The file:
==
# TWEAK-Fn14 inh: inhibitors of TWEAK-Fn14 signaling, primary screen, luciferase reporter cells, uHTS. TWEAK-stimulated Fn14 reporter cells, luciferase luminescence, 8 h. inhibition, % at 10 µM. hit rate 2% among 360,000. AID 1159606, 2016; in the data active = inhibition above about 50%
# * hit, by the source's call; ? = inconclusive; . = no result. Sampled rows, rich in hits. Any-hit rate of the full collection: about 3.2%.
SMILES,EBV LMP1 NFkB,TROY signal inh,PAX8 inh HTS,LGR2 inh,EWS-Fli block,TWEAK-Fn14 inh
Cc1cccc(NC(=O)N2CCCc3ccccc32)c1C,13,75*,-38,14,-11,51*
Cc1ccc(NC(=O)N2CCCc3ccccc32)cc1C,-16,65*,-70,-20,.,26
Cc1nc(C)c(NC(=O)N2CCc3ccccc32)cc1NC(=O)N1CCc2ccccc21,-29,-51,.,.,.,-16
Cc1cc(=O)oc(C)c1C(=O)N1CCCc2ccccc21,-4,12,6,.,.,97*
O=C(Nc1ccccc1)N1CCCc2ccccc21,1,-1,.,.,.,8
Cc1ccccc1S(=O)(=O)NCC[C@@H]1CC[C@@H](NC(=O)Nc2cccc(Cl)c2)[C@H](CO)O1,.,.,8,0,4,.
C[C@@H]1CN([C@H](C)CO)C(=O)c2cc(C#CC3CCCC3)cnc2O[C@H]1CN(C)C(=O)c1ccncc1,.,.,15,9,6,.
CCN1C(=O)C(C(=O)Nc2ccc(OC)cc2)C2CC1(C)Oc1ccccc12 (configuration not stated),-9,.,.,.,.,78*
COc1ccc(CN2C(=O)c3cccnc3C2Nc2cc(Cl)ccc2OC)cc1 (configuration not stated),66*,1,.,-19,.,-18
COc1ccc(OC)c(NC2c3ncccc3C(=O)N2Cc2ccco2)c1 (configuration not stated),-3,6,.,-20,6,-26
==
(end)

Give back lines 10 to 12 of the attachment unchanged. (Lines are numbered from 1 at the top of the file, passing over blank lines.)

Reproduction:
C[C@@H]1CN([C@H](C)CO)C(=O)c2cc(C#CC3CCCC3)cnc2O[C@H]1CN(C)C(=O)c1ccncc1,.,.,15,9,6,.
CCN1C(=O)C(C(=O)Nc2ccc(OC)cc2)C2CC1(C)Oc1ccccc12 (configuration not stated),-9,.,.,.,.,78*
COc1ccc(CN2C(=O)c3cccnc3C2Nc2cc(Cl)ccc2OC)cc1 (configuration not stated),66*,1,.,-19,.,-18